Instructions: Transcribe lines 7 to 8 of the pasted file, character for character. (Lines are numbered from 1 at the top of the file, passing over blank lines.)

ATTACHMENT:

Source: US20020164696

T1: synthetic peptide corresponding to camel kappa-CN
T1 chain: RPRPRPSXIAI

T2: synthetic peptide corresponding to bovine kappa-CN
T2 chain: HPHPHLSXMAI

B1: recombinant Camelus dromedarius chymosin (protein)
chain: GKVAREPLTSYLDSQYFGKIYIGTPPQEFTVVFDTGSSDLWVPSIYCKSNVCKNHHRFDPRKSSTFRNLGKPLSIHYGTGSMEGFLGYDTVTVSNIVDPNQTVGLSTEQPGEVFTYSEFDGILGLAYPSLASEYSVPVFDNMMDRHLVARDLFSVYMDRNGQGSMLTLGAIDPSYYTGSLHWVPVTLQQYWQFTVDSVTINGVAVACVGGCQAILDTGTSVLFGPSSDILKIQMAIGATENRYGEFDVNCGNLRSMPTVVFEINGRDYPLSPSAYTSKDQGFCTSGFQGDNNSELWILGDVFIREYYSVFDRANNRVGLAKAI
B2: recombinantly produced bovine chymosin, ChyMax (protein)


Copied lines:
chain: GKVAREPLTSYLDSQYFGKIYIGTPPQEFTVVFDTGSSDLWVPSIYCKSNVCKNHHRFDPRKSSTFRNLGKPLSIHYGTGSMEGFLGYDTVTVSNIVDPNQTVGLSTEQPGEVFTYSEFDGILGLAYPSLASEYSVPVFDNMMDRHLVARDLFSVYMDRNGQGSMLTLGAIDPSYYTGSLHWVPVTLQQYWQFTVDSVTINGVAVACVGGCQAILDTGTSVLFGPSSDILKIQMAIGATENRYGEFDVNCGNLRSMPTVVFEINGRDYPLSPSAYTSKDQGFCTSGFQGDNNSELWILGDVFIREYYSVFDRANNRVGLAKAI
B2: recombinantly produced bovine chymosin, ChyMax (protein)